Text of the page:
The pockets are just the right depth to hold a cellphone without it falling out.

Blueprints A-Frame Skirt

I can’t wait to sew this skirt again! Just gotta get the right fabric. I think I even want to shorten it to above the knee and make it mini-length. That way I can ditch the need for the kickpleat, too.

Blueprints A-Frame Skirt

BTW, if you’re in Austin I’m teaching a couple classes on this skirt so if you want to make one for yourself, learn new techniques, and sew with some new friends check out the schedule!

 

Made by Rae Cleo Skirt

Made by Rae Cleo Skirt

I made this skirt for another class I’m teaching at The Cloth Pocket. I’ve been looking for a good new skirt pattern lately because I prefer wearing skirts/dresses to pants/shorts in the summer.

This is the Made by Rae Cleo Skirt. I sewed the shorter View A.

Made by Rae Cleo Skirt

This is a basic skirt design the contrast hem band gives it a bit more style. I also prefer these types of pockets to side seam pockets and I like the flat front waistband combined with a gathered back waistband as opposed to elastic all the way around.

Made by Rae Cleo Skirt

The main fabric is a Japanese linen/cotton blend and the hem band is a textured cotton, both from The Cloth Pocket.

Made by Rae Cleo Skirt

The pattern instructions are thorough but I do have one complaint – the pattern pieces come in two sheets, one of which (the sheet with the largest pieces) is printed on BOTH SIDES. This means you have to trace those pieces.

Now, you might say “well, I always trace my pieces anyway” and I hear you but these pieces are 95% rectangles. Meaning on a normal pattern you could just cut out the largest size and fold down the excess to your size, thereby keeping the pattern intact without needing to trace.

I understand that this is likely just a printing issue. The printers are only capable of printing certain size paper and another giant sheet won’t fit in the envelope. I get it. But I’m still grumpy about it.

Made by Rae Cleo Skirt

As a comparison, Made by Rae’s Washi dress has you tape two sheets together to get a full pattern piece, this is just a problem with her printer company.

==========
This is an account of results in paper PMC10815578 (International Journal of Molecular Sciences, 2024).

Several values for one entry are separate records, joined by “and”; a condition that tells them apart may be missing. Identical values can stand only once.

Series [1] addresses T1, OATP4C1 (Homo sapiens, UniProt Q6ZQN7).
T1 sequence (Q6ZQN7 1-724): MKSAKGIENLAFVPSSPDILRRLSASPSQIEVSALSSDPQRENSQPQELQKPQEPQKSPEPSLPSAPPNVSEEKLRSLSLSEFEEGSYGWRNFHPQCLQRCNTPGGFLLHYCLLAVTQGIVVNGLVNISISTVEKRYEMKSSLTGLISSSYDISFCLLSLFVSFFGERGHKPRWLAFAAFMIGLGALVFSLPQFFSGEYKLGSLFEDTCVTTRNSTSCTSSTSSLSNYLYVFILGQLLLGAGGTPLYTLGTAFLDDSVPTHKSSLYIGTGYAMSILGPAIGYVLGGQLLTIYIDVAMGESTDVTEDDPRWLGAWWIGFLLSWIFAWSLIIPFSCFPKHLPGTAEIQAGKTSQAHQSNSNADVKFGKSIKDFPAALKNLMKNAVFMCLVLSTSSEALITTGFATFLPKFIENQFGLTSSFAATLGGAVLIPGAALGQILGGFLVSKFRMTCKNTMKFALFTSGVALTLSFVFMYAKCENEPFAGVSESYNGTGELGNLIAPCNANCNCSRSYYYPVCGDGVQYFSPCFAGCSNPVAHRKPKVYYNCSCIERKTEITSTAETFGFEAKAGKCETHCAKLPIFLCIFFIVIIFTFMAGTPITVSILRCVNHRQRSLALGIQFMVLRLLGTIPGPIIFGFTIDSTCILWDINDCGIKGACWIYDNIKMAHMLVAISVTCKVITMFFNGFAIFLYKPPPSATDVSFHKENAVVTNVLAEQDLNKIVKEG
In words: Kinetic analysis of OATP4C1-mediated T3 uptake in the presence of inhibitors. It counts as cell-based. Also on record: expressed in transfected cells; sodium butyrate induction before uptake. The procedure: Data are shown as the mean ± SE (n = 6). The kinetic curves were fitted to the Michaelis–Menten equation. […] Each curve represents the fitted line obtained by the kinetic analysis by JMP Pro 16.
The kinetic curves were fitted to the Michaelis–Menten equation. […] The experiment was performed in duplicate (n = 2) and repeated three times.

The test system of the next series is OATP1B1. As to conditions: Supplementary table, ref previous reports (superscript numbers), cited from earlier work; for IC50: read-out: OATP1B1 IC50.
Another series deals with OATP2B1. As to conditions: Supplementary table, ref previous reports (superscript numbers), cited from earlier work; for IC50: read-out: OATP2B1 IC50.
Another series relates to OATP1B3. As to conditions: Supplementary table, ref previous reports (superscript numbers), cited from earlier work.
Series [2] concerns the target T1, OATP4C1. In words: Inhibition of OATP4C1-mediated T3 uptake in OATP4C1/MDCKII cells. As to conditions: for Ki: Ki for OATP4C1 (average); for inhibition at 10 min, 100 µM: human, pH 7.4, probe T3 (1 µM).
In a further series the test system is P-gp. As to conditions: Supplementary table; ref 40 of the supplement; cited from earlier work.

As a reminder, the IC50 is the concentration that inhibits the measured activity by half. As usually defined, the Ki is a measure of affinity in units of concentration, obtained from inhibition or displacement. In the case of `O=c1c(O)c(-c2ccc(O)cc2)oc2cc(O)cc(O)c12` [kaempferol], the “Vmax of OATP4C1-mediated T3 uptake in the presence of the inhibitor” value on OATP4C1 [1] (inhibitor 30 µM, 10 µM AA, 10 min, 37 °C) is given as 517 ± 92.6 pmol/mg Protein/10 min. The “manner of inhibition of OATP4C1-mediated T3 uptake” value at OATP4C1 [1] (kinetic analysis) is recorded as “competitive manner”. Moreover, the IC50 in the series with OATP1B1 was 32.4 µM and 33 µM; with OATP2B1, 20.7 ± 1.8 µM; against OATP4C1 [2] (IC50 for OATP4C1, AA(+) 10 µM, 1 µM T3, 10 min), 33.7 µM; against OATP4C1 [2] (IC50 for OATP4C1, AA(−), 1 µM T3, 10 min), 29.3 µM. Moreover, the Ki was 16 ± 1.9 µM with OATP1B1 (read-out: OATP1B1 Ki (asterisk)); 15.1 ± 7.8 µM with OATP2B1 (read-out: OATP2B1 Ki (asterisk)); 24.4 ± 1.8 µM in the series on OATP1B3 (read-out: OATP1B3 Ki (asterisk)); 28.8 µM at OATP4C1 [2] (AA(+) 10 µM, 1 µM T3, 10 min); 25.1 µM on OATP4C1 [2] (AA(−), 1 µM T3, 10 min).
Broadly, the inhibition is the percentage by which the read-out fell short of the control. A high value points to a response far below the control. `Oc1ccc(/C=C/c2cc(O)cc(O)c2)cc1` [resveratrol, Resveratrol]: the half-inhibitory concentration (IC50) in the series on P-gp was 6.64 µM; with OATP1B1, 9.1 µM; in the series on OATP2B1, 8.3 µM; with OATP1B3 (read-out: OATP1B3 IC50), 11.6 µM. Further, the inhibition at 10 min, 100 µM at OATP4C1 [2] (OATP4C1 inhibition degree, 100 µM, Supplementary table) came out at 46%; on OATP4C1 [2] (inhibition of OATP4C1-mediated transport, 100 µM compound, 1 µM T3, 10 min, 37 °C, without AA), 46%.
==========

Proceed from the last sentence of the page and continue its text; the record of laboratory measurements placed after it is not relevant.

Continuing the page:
Made by Rae Cleo SkirtMy only problem with this actual skirt itself is the elastic I chose. I specifically bought thick “non-roll” elastic, yet, it rolls. It simply refuses to stand straight no matter what I do. Oh well, live and learn — and then sew it again!!

Vintage 70s Skirt – Simplicity 8019

Simplicity 8019

I’ve seen these little button-down, a-line, mini skirts all over the place lately so when I saw Simplicity 8019, a 1970s re-print skirt pattern in four lengths, I bought it to make my own version.

This skirt is a bit of a wearable muslin, I don’t love the fit but it’s good enough for now.

Simplicity 8019

I used a black cotton velvetteen from a now defunct local store paired with some matte black buttons from Joann.

One note about the pattern – I cut the shortest view, which on the pattern drawing comes above the knee, like I wanted, but the pattern pieces easily came to my knee (plus a 2″ deep hem). I shortened the skirt by about 3″ and sewed a narrower hem.

Simplicity 8019

The fit isn’t terrible. Originally the skirt pieces were too big in the waist but with so many vertical seams that problem was easy to fix. But when I went to attach the waistband it was too small. I made it work but I wonder if I made an error in cutting the waistband? Maybe I cut the wrong size or the pattern paper got folded while cutting? In the end, that made the waistband a little small.

Simplicity 8019

Also my attempt at quickly fixing a sway back issue resulted in some pulling at the center back waist that I don’t like. Next time I’ll pay better attention to my adjustment process.

Simplicity 8019

The only other aspect I don’t love is due to fabric. This velveteen has so much body and combined with the a-shaped skirt panels the skirt swings out at the hem, particularly in the back. It’s only noticeable at certain angles and I’m hoping in a different fabric the skirt will lay better. If not, I’ll use those handy vertical seams to take some bulk out at the side bottom of the back panels.

Simplicity 8019

I guess I’m just disappointed because this was such a simple pattern that I expected it to work easily and not require much alteration. Oh, well. They can’t all be winners and I have worn this skirt several times so I guess that counts as a success.

I have this pattern cut out of some demin ready to be assembled and hopefully I can remedy the fit issues this time.